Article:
Nikita Singareddy and Nikhil Krishnan joined me on the show this week. You don’t often hear their last names as these two have rapidly earned their way into the ranks of first-name status in our industry. I wanted to have both of them on the show together as they have incredible rapport and both bring an absolutely refreshing and unique perspective on the industry, as younger analysts having graduated college in ‘16 and ’14. Nikita (@singareddynm) is the creator of the Waiting Room blog. Her recent coverage of the new interoperability regulations is one of the best out there. In her day job, she’s an investor at RRE Ventures. She cut her teeth in healthcare working at Oscar Health. Nikhil (@nikillinit) is the creator of the Out-Of-Pocket blog. He brings a satirical slant to his coverage of more esoteric slices of our industry, employing memes throughout to shine a light on the ridiculousness of the various arrangements he uncovers. The conversation jumps around a bit and they end up making my job really easy, interviewing each other on how they met, industry trends, how they got into the space, and tips for young people trying to do the same. Here are some highlights: 2:51 - Nikhil’s background avoiding healthcare, then ending up here 5:04 - Tips for people breaking into healthcare 6:56 - What will change as Millennials and GenZ emerge 11:18 - Creating a safe environment for creative courage 13:34 - Here’s the Venture Stories podcast Nikita mentions 17:13 - Nikita’s journey from Oscar to RRE 19:28 - Current industry trends driving Nikhil’s and Nikita’s investments 28:33 - How consumers are poised to upend existing business models 35:15 - Nikita’s thoughts on her next job 37:46 - Nikhil’s vision for Out-Of-Pocket Hope you enjoyed the conversation. As always, send any feedback, suggestions, ideas to email@example.com.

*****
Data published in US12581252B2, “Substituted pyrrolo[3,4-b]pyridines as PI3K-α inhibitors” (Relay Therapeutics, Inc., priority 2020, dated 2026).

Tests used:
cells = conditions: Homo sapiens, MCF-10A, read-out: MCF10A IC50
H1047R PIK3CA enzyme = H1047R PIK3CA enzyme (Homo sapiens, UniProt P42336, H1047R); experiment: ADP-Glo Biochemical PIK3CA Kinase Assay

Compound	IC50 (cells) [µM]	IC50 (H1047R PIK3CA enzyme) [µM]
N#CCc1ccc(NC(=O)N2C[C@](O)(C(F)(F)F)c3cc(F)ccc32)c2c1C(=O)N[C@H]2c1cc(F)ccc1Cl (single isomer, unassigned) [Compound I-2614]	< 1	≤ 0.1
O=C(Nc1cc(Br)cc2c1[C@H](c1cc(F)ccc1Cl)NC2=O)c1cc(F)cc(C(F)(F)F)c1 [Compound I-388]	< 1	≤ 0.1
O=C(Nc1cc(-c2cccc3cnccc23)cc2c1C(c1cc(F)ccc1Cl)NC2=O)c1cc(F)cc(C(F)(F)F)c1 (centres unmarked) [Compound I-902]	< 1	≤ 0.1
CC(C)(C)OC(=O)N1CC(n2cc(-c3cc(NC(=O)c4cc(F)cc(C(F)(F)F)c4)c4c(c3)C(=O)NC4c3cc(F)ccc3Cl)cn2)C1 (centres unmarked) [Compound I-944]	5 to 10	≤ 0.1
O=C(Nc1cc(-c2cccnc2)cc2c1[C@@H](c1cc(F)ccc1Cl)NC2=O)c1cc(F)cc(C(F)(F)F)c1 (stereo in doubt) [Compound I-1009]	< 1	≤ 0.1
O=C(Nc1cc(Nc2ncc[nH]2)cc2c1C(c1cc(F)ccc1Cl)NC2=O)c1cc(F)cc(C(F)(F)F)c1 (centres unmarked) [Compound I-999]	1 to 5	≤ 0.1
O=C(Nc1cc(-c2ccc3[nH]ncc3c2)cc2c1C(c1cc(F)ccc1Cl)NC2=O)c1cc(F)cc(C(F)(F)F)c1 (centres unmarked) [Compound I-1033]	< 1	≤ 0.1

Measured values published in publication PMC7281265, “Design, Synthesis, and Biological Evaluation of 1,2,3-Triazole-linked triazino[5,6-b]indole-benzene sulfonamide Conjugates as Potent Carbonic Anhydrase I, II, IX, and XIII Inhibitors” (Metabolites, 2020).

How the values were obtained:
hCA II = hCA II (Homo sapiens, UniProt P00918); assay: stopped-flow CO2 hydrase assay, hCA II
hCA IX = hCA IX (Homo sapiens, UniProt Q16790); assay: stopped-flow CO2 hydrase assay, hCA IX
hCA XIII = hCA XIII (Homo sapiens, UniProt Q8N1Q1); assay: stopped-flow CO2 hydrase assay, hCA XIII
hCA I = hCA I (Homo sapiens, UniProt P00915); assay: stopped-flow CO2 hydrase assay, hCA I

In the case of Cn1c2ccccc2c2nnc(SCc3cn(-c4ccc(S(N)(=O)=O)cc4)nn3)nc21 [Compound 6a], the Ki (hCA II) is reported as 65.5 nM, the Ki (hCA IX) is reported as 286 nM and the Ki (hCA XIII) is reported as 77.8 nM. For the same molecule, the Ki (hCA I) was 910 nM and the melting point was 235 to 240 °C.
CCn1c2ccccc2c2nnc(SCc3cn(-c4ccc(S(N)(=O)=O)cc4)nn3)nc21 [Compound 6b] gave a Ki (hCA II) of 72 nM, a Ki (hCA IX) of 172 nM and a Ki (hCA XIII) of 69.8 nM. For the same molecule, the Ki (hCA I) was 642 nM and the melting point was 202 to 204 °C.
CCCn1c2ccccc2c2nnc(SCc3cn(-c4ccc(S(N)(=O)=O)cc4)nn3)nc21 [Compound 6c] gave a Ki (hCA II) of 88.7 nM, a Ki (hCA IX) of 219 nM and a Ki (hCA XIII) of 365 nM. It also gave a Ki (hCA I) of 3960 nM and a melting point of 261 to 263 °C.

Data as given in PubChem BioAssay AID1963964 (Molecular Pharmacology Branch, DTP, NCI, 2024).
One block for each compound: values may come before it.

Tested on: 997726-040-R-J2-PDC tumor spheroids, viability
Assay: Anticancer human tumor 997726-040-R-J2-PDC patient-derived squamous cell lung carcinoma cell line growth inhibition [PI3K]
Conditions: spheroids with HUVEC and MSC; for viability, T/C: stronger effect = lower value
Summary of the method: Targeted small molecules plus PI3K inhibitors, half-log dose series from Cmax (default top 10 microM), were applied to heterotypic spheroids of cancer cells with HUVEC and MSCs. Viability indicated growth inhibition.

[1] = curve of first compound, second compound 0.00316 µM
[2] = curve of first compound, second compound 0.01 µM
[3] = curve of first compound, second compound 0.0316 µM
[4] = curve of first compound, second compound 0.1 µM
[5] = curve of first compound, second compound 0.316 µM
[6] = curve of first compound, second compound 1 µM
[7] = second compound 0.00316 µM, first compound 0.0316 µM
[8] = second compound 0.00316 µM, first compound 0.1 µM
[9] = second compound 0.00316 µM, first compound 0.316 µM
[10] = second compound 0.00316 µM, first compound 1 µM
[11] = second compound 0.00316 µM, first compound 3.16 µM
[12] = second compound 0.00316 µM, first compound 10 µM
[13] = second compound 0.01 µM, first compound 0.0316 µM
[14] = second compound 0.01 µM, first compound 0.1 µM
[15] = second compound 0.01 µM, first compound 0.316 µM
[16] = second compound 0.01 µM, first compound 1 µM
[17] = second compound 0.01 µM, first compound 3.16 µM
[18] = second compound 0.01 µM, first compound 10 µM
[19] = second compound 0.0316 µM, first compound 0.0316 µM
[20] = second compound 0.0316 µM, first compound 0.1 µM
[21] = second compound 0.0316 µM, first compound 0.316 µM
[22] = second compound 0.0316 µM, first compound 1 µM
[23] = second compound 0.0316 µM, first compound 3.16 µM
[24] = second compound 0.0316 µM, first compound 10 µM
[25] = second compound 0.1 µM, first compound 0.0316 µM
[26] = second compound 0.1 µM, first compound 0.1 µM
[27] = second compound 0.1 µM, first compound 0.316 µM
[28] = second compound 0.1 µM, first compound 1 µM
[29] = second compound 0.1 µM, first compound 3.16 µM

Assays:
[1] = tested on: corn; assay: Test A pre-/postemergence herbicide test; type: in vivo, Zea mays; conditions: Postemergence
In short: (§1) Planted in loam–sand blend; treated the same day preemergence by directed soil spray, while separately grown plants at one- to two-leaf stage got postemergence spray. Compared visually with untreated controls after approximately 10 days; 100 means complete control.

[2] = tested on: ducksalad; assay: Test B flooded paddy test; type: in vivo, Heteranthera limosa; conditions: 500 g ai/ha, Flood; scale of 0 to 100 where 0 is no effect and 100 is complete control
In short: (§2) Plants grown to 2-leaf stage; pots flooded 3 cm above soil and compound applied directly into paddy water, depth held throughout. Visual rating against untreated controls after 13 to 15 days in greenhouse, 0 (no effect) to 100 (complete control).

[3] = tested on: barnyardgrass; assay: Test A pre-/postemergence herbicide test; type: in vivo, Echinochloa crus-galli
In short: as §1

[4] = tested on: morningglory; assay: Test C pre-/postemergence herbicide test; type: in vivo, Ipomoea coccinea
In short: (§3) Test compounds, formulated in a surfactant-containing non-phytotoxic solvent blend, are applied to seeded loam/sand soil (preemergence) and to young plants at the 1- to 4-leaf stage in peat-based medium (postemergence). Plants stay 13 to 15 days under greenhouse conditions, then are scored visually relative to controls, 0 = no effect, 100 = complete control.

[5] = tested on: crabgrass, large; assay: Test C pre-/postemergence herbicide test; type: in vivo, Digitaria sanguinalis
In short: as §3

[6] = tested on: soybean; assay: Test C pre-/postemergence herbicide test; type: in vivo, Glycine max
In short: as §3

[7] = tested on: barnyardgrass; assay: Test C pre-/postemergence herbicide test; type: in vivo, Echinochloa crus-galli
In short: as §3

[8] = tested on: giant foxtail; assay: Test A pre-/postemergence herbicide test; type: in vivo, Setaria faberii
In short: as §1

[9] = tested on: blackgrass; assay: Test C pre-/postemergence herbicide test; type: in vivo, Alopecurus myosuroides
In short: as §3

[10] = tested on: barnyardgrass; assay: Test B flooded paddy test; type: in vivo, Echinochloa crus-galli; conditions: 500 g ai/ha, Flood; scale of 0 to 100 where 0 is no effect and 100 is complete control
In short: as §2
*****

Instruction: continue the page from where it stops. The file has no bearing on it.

Today’s guest is Danielle Ciofani. A data architect turned strategist, she leads the Broad Institute’s Data Sciences Platform team maximizing the impact of data science on the biomedical ecosystem. She also cares deeply about the startup community and serves as a mentor to early-stage companies at the intersection of healthcare and data. Prior to these roles, Danielle designed, built, and grew the largest integrated real-world database of clinical and claims data at Humdecia which was eventually acquired by Optum. I really enjoyed this conversation. I learned about how the Broad Institute (pronounced “brode”) enables genomic research (1:11) and how they manage that much data via a hybrid cloud strategy (11:20). I found their reasoning behind their decision to utilize GCP (13:58) fascinating. They’re at a point where building a federated multi-cloud architecture (17:18) spanning AWS and Azure is starting to make sense. We discussed infrastructure considerations for international expansion (22:23) and how personalized medicine can combat institutional biases (24:33) to create more equitable healthcare delivery. Danielle shares her take on the state of our healthcare system as it shifts under the weight of the pandemic (28:56) and why diversity in building teams (31:51) is so important. We get into what it means to build open-source software (34:08). Finally, Danielle shares resources to dive into for folks getting into the space (39:52). If you’re interested in reaching out to her, find her on linkedin or her website. Danielle, thank you so much for spending your time with us on the show!